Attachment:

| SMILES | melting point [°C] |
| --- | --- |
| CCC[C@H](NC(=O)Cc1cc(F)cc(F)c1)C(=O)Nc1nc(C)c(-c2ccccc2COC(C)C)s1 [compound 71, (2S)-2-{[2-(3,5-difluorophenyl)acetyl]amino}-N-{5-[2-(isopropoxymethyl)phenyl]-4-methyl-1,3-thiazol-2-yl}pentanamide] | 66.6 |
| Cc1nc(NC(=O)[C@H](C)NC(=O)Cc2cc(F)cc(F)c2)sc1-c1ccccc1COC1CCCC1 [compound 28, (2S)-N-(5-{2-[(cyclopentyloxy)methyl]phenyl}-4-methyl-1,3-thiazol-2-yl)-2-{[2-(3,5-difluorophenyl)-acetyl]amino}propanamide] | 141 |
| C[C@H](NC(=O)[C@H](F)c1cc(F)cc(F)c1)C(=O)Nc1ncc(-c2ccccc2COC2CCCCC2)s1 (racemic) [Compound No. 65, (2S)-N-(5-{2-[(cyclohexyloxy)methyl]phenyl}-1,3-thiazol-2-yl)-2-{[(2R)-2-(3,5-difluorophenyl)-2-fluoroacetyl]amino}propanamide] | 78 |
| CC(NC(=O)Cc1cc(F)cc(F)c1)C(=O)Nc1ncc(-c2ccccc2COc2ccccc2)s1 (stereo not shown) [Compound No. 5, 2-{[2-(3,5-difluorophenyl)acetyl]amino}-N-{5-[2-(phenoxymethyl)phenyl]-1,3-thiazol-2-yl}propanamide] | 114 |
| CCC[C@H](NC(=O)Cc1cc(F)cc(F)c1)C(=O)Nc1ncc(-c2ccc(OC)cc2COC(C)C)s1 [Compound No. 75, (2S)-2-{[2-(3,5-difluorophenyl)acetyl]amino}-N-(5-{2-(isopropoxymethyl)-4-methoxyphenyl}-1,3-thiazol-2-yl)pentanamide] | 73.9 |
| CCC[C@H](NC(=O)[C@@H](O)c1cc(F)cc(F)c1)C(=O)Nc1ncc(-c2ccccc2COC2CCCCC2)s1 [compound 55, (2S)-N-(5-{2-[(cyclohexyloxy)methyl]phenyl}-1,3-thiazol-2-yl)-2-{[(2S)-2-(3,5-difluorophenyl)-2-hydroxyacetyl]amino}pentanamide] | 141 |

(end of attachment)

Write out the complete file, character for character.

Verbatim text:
| SMILES | melting point [°C] |
| --- | --- |
| CCC[C@H](NC(=O)Cc1cc(F)cc(F)c1)C(=O)Nc1nc(C)c(-c2ccccc2COC(C)C)s1 [compound 71, (2S)-2-{[2-(3,5-difluorophenyl)acetyl]amino}-N-{5-[2-(isopropoxymethyl)phenyl]-4-methyl-1,3-thiazol-2-yl}pentanamide] | 66.6 |
| Cc1nc(NC(=O)[C@H](C)NC(=O)Cc2cc(F)cc(F)c2)sc1-c1ccccc1COC1CCCC1 [compound 28, (2S)-N-(5-{2-[(cyclopentyloxy)methyl]phenyl}-4-methyl-1,3-thiazol-2-yl)-2-{[2-(3,5-difluorophenyl)-acetyl]amino}propanamide] | 141 |
| C[C@H](NC(=O)[C@H](F)c1cc(F)cc(F)c1)C(=O)Nc1ncc(-c2ccccc2COC2CCCCC2)s1 (racemic) [Compound No. 65, (2S)-N-(5-{2-[(cyclohexyloxy)methyl]phenyl}-1,3-thiazol-2-yl)-2-{[(2R)-2-(3,5-difluorophenyl)-2-fluoroacetyl]amino}propanamide] | 78 |
| CC(NC(=O)Cc1cc(F)cc(F)c1)C(=O)Nc1ncc(-c2ccccc2COc2ccccc2)s1 (stereo not shown) [Compound No. 5, 2-{[2-(3,5-difluorophenyl)acetyl]amino}-N-{5-[2-(phenoxymethyl)phenyl]-1,3-thiazol-2-yl}propanamide] | 114 |
| CCC[C@H](NC(=O)Cc1cc(F)cc(F)c1)C(=O)Nc1ncc(-c2ccc(OC)cc2COC(C)C)s1 [Compound No. 75, (2S)-2-{[2-(3,5-difluorophenyl)acetyl]amino}-N-(5-{2-(isopropoxymethyl)-4-methoxyphenyl}-1,3-thiazol-2-yl)pentanamide] | 73.9 |
| CCC[C@H](NC(=O)[C@@H](O)c1cc(F)cc(F)c1)C(=O)Nc1ncc(-c2ccccc2COC2CCCCC2)s1 [compound 55, (2S)-N-(5-{2-[(cyclohexyloxy)methyl]phenyl}-1,3-thiazol-2-yl)-2-{[(2S)-2-(3,5-difluorophenyl)-2-hydroxyacetyl]amino}pentanamide] | 141 |